Understanding Kneecap Pain: Top 5 Common Causes

by Erin Hart
Understanding Kneecap Pain: Top 5 Common Causes - Motive Health

Knee pain is a common health problem observed in people of all age groups. It can occur due to knee injuries, such as torn cartilage or ligaments, kneecap dislocation, muscle imbalance, inflamed quadriceps tendons, or medical conditions such as arthritis and gout. Overuse of knee joints can also lead to severe knee pain. 

The pain and irritation in and around the kneecap (or patella) is one of the most common types of knee pain observed in individuals—especially females and young adults. Medically, it's known as Patellofemoral pain syndrome (PFPS) and commonly goes by “Runner’s knee or Jumper’s knee”. It occurs mainly due to performing repetitive strenuous activities, such as jumping, cycling, or running. 

Kneecap pain leads to stiffness and swelling in the affected area, making your daily activities challenging. In many cases, you may need to see an orthopedics specialist or healthcare provider for treatment options. 

Anatomy of a knee

Figure: Knee Anatomy showing the patella and other knee components.

In this article, we will review five common causes of kneecap pain, identify specific symptoms based on the knee pain issue, and learn how Motive therapy is a proven solution for long-lasting knee pain relief

5 Common Causes of Kneecap Pain

Kneecap pain or patella pain affects individuals of all ages; however, it’s commonly observed in adults over the age of 65. The intensity of knee pain varies based on its underlying causes, requiring accurate diagnosis through imaging tests such as X-rays and MRIs for appropriate treatment options.

1. Osteoarthritis

Osteoarthritis causes the degeneration of cartilage, resulting in unprotected bone surfaces rubbing against each other. It’s more commonly observed in people over the age of 50. Some common symptoms, due to friction between bones, include chronic pain, inflammation, stiffness, swelling, and redness in the affected area, which impacts daily activities, such as squatting, climbing stairs, and walking.  

The steps of diagnosis include a physical examination followed by an X-ray or MRI of the affected area and blood tests. Though there’s no permanent cure available to treat osteoarthritis, many therapies and treatments are available to provide temporary pain relief. This includes physical therapy (such as swimming or other low-impact activitiesconsult a physical therapist for suitable exercises based on your knee pain condition); medications, such as acetaminophen, naproxen, and ibuprofen; knee surgeries and cortisone injections. Motive therapy is also an effective non-invasive approach to getting long-lasting pain relief from osteoarthritis pain. 

2. Patellofemoral Pain Syndrome (PFPS)

PFPS causes pain around the kneecap and in front of the knee. It’s also known as runner’s knee. People experiencing this condition notice stiffness and a sensation in the knee as well as  instability in the lower thighbone. You may also feel pain in front of your knee after sitting for a long period of time with bent knees.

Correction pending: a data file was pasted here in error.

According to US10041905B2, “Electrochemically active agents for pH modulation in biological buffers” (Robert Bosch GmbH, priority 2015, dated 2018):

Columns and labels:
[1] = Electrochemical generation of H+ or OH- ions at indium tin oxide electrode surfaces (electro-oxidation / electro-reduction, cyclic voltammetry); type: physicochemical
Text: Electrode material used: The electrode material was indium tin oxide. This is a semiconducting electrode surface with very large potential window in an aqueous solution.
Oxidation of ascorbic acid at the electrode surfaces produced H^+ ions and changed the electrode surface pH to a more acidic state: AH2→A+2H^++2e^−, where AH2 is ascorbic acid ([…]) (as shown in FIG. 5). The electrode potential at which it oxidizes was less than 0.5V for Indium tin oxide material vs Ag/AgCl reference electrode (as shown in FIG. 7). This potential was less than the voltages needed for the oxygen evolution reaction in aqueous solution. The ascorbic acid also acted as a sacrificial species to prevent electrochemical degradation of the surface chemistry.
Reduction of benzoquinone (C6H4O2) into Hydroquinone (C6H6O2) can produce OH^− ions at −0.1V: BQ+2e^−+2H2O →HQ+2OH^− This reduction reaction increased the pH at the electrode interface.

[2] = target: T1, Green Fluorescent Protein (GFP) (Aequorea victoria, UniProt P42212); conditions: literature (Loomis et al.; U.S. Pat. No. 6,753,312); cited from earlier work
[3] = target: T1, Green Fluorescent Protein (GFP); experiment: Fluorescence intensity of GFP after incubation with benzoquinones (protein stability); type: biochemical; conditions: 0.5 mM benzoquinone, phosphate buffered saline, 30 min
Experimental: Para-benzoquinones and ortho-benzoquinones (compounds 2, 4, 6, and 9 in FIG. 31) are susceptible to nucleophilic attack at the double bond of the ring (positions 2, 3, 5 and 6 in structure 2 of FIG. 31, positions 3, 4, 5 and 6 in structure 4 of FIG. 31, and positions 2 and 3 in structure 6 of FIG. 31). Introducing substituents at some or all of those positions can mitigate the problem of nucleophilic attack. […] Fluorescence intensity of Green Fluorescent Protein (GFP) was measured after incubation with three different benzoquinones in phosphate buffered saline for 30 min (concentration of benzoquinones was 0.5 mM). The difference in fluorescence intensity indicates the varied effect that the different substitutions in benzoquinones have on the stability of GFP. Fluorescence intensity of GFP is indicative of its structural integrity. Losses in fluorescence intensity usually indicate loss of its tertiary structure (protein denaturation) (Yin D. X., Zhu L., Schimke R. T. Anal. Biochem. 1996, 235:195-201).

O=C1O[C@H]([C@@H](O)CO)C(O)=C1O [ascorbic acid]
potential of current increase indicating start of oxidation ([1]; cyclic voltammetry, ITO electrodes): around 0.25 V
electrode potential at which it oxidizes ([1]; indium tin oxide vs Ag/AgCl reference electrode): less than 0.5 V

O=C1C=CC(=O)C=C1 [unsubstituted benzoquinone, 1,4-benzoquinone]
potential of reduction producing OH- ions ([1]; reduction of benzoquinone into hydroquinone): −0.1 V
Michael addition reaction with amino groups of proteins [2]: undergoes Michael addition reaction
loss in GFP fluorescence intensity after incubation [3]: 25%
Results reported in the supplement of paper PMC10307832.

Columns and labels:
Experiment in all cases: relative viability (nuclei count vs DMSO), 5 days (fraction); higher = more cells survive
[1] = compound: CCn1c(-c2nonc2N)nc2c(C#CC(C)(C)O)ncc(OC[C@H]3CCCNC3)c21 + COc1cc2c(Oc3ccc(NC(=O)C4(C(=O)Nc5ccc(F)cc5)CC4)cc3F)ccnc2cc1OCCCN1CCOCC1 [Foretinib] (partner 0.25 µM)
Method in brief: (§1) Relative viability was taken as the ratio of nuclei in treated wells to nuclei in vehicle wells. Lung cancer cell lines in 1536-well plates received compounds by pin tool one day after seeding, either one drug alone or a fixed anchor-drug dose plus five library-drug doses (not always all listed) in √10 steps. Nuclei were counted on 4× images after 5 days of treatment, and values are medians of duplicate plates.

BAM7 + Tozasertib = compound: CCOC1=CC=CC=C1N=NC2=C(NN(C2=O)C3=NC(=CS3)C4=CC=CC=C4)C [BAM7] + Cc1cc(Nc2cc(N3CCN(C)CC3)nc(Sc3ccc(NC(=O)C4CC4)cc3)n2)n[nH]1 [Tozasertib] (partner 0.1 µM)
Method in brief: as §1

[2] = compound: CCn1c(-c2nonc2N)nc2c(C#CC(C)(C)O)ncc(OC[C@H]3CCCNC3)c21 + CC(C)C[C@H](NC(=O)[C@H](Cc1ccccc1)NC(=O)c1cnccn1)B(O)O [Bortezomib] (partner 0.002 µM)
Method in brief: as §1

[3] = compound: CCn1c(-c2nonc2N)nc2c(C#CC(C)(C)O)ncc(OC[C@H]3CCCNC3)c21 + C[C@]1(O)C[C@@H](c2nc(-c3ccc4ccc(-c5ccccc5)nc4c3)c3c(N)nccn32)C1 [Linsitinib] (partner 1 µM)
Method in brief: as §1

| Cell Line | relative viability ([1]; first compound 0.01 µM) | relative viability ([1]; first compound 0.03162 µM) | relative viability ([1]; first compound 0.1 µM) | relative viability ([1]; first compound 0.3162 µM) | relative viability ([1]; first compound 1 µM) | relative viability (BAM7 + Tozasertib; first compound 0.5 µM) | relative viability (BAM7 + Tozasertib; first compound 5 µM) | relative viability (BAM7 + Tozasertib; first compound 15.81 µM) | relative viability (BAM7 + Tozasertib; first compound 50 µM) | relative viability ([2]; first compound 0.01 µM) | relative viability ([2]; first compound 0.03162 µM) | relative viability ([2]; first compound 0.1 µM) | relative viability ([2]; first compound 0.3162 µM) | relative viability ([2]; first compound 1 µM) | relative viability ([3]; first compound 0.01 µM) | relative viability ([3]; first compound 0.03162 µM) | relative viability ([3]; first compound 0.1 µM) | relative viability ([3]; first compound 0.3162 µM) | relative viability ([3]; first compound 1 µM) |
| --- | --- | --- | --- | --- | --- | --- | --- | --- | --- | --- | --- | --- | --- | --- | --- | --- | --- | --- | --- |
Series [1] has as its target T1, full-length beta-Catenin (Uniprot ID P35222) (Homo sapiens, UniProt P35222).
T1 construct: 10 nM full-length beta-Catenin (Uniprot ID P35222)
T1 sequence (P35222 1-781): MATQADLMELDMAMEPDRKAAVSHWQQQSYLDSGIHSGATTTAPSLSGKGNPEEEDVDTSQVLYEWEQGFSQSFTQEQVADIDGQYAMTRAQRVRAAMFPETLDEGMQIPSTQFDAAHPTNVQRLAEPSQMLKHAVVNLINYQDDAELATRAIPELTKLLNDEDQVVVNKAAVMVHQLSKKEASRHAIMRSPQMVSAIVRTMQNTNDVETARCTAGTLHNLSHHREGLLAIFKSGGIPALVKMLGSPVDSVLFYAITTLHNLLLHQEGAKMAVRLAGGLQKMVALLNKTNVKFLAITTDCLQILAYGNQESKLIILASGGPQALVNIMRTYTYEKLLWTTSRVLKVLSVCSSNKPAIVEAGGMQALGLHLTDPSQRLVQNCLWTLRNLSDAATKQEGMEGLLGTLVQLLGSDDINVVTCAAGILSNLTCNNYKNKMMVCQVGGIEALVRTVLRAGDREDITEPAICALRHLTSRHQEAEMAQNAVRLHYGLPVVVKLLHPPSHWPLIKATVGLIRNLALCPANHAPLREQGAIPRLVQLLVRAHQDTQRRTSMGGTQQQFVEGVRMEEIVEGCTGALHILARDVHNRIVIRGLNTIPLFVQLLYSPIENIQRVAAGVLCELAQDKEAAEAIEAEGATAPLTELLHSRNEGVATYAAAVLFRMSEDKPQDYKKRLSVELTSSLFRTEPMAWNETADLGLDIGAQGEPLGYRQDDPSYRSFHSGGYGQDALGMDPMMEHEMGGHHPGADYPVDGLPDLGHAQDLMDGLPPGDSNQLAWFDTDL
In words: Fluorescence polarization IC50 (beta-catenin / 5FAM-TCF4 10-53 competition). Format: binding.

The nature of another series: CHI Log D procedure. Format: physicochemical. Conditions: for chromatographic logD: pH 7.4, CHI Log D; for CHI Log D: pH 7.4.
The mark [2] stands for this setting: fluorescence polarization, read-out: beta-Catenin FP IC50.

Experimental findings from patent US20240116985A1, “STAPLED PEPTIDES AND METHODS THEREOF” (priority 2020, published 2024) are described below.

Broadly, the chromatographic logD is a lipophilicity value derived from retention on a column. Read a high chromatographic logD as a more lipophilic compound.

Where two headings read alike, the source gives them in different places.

This problem can arise when you begin intense activities that abruptly strain the knee, such as  starting a vigorous workout routine involving running, squatting, or jumping. Sports medicine experts may recommend stretching or strengthening exercises, ibuprofen, shoe inserts, or cold packs based on your diagnosis. 

3. Chondromalacia Patella

A condition that arises due to the damage of cartilage behind the kneecap. The softened cartilage causes mild pain around the kneecap, which gets worse when going downstairs. Doctors may recommend avoiding high-impact activities, wearing tapes and braces, and focusing on strengthening the thigh muscles (hamstring and quadriceps muscles) through targeted exercises. In severe conditions, surgery may also be recommended. 

4. Patellar Tendinitis

Inflammation of the patellar tendons or quadriceps tendons can make them sensitive to touch and result in tightness, swelling, and discomfort in the knee. It’s most commonly observed in individuals who play basketball and volleyball. The knee problem is treated either with physical therapy, cortisone injections, or platelet-rich plasma (PRP) treatments. 

5. Trauma and Injuries

Severe kneecap pain can occur when the kneecap is dislocated due to trauma or injury, such as falls, direct blows, or sports-related accidents. These incidents can knock the kneecap out of its original position, causing significant discomfort and limiting mobility. 

Bursitis or injury in the bursa (a small, fluid-filled sac) is also one of the most common causes of kneecap pain. Although the issue may resolve on its own, providing proper care, such as applying ice packs and avoiding activities that trigger pain, is necessary to quickly alleviate the discomfort.

Experience Lasting Relief with Motive

Kneecap pain is the condition of severe pain in and around the kneecap. The problem arises either due to sports injuries or medical conditions such as arthritis. Doctors may recommend physical therapy and muscle strengthening exercises, medications, or surgeries based on the severity of your condition. 

However, Motive Knee–the only FDA-cleared therapy–stands out as an effective, non-invasive approach to getting long-lasting kneecap pain relief. The therapy is specifically designed to tackle one of the root causes of knee pain by fortifying the muscles surrounding the joint. 

Clinical studies have demonstrated that Motive's unique electrical stimulation therapy significantly decreases knee pain and stiffness for patients, thereby providing a scientifically-supported, safe, and effective method for managing knee pain and improving patients' quality of life.

If you are tired of persistent knee pain, discover how Motive can help you reclaim your mobility and experience pain relief. Explore Motive therapy today!”